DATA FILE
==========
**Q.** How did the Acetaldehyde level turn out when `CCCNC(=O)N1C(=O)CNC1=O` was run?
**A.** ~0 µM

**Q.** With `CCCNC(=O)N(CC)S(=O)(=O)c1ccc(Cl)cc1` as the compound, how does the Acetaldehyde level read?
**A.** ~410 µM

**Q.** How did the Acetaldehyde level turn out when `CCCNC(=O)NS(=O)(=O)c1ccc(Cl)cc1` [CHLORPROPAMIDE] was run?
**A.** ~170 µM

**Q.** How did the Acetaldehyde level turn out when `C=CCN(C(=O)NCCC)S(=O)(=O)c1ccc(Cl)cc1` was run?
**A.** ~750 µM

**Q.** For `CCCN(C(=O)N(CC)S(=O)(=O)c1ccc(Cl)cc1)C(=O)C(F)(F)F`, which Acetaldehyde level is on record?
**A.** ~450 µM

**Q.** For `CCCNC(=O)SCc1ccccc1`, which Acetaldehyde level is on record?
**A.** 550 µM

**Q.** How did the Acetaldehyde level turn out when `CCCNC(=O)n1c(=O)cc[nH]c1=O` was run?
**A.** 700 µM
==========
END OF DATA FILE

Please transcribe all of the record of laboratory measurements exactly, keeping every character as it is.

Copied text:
**Q.** How did the Acetaldehyde level turn out when `CCCNC(=O)N1C(=O)CNC1=O` was run?
**A.** ~0 µM

**Q.** With `CCCNC(=O)N(CC)S(=O)(=O)c1ccc(Cl)cc1` as the compound, how does the Acetaldehyde level read?
**A.** ~410 µM

**Q.** How did the Acetaldehyde level turn out when `CCCNC(=O)NS(=O)(=O)c1ccc(Cl)cc1` [CHLORPROPAMIDE] was run?
**A.** ~170 µM

**Q.** How did the Acetaldehyde level turn out when `C=CCN(C(=O)NCCC)S(=O)(=O)c1ccc(Cl)cc1` was run?
**A.** ~750 µM

**Q.** For `CCCN(C(=O)N(CC)S(=O)(=O)c1ccc(Cl)cc1)C(=O)C(F)(F)F`, which Acetaldehyde level is on record?
**A.** ~450 µM

**Q.** For `CCCNC(=O)SCc1ccccc1`, which Acetaldehyde level is on record?
**A.** 550 µM

**Q.** How did the Acetaldehyde level turn out when `CCCNC(=O)n1c(=O)cc[nH]c1=O` was run?
**A.** 700 µM